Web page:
The  Sunday Business Post by Vanessa Berman
If you thought smoked salmon was generic the length and breadth of the country, you have never tried the brand of it that hails from the Connemara Smokehouse. It puts all those slimy, greasy party snacks to shame, and tastes and feels like real fish.
The Smokehouse is a family business that began in 1979 under the direction of John and Bridget Roberts.
The husband-and-wife team gave way to their son Graham and his wife Saoirse, who have carried on their dedication to the smoking, slicing, packing and selling fish.
The company’s international reputation has steadily grown, having been recognised by the Bridgestone Best in Ireland Award, the Great Taste Awards and Rick Stein’s Food Heroes, among others.
The Roberts’ growing family also shows a marked enthusiasm for the business, a l though more on the consumer side for now.
“My oldest two children, both under five, can demolish a side of salmon in minutes,” says Graham Roberts proudly.
The company uses traditional production methods, which includes the use of a smoking plant first commissioned in 1956. It began producing organic smoked salmon in 1998, alongside its range of wild and farmed fish.
The Smokehouse also produces a range of speciality smoked salmon, including roast smoked salmon (hot smoked to produce a different texture and flavour), honey roast smoked salmon (hot smoked with a honey glaze) and gravadlax. All of these are produced with farmed, organic and wild salmon.
Smoked fish doesn’t mean just salmon, though, and some of the company’s more unusual products are also among the most popular.
Roberts’ smoked tuna (which, he says, is caught by an environmentally friendly method) , adds a third dimension to the tuna repertoire, surpassing fresh or canned by miles.
He also produces a honey roast smoked tuna, along the same lines as the salmon.
The Smokehouse also specialises in smoking mackerel, cod, trout and herrings, which it turns into kippers. But you don’t have to rely on the Roberts family for your raw materials. The company al so runs a smoking service for Connemara’s fishermen, residents and visitors: bring in your proud catch, and the Connemara Smokehouse will smoke it for you. So if you are lucky enough to hook a salmon, what better way to show it off to friends and family?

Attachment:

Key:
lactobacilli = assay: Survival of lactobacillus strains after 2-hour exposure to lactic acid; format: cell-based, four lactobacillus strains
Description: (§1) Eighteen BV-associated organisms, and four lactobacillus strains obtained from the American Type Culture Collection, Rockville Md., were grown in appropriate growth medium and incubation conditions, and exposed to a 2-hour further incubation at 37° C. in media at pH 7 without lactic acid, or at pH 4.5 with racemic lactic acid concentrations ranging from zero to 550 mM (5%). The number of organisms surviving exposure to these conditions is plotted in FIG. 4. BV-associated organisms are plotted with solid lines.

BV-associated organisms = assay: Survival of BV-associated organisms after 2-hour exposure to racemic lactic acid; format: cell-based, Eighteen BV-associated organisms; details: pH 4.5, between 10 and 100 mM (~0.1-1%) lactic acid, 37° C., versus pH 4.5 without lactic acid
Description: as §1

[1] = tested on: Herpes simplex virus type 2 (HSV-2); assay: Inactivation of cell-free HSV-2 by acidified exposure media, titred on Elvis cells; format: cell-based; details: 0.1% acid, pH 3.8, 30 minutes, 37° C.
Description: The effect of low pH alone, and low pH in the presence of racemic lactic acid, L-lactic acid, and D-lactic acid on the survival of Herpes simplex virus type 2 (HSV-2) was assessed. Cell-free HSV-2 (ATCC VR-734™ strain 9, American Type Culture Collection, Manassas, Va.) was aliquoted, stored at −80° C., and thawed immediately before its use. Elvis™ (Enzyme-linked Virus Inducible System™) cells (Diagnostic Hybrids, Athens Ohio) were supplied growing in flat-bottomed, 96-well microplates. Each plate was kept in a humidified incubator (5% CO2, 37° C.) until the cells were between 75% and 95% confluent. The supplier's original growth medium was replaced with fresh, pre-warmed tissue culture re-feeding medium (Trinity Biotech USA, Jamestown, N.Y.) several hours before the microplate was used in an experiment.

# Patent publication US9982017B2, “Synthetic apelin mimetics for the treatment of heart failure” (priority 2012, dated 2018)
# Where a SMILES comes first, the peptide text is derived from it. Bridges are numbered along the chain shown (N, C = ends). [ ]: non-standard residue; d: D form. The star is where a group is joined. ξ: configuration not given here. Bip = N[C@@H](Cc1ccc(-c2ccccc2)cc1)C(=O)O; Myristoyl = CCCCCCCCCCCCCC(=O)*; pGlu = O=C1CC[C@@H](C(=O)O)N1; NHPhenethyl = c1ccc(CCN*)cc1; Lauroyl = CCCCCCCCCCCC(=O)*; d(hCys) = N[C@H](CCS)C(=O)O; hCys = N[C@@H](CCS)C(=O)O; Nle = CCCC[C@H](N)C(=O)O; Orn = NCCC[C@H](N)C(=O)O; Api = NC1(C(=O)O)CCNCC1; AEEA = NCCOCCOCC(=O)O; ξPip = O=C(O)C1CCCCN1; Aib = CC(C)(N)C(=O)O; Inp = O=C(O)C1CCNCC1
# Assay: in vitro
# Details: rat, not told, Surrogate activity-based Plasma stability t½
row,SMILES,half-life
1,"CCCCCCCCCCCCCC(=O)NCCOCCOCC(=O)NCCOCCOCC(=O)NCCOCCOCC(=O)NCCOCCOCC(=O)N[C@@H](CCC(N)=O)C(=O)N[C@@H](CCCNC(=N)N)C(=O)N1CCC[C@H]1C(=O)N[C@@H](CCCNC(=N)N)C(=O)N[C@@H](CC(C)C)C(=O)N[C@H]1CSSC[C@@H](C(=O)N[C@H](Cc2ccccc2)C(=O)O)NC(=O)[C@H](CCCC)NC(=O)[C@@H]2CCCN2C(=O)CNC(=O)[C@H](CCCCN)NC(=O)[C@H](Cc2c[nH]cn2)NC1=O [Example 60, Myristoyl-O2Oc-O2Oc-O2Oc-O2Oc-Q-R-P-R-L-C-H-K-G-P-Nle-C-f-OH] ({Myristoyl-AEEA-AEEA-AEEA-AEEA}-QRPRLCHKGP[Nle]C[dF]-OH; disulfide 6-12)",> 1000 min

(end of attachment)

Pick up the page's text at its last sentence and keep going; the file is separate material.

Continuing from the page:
While you are delivering your prize fish, or picking up something for dinner, staff at the Smokehouse will also be happy to show you around the factory.
But you don’t have to make the trek to Connemara to try the goodies – the Smokehouse website offers a mail order service for Irish customers.
The company also ships throughout Europe and further afield by special request.
Located in an idyllic setting, metres from the sea beside a white sandy beach in Ballyconneely, the Smokehouse is a standard-bearer for all that is good in the Irish food industry.
Run by a conscientious and deeply passionate staff, the food is healthy, delicious and unmistakably Irish. Yet the slick, sophisticated product has none of the twee sentimentality of the Ireland of times gone by. One taste will restore your faith in Irish cuisine.

Mawky’s Smoked Salmon Quiche

Quiche pastry:
8oz plain flour
4oz butter
1 egg
1 extra egg yolk
8 oz (500g) Connemara Smokehouse smoked salmon
3 large eggs
12 fl oz cream (or half milk and half cream)
Juice of half a lemon
1-2 tablespoons chopped fresh parsley
You will need a 10-inch (25.5 cm) flan or quiche tin – preferably metal – with a fluted edge and removable base.
Beat eggs well, and slice butter into thin slices and mix into eggs.
Add flour, gradually working it into a thick paste.
Roll out to size of flan dish and line dish, pressing pastry firmly into tin.
Cover bottom of pastry-lined flan dish with thin slices of smoked salmon (using about half the fish) and leave in the fridge for about 15 minutes.
Meanwhile, make the filling. Chop the remainder of the salmon into small pieces.
Add to beaten eggs. Add cream (or milk and cream), chopped parsley and lemon juice.
Pour into pastry-lined tin and bake in a hot oven (200 deg C/Gas 6) for 25-30 minutes, until quiche is set in the centre and has turned golden brown and looks puffy.
Contact the Smokehouse at Bunowen Pier, Ballyconneely, Connemara, Co Galway. Phone 095-23739. E-mail [email protected] or visit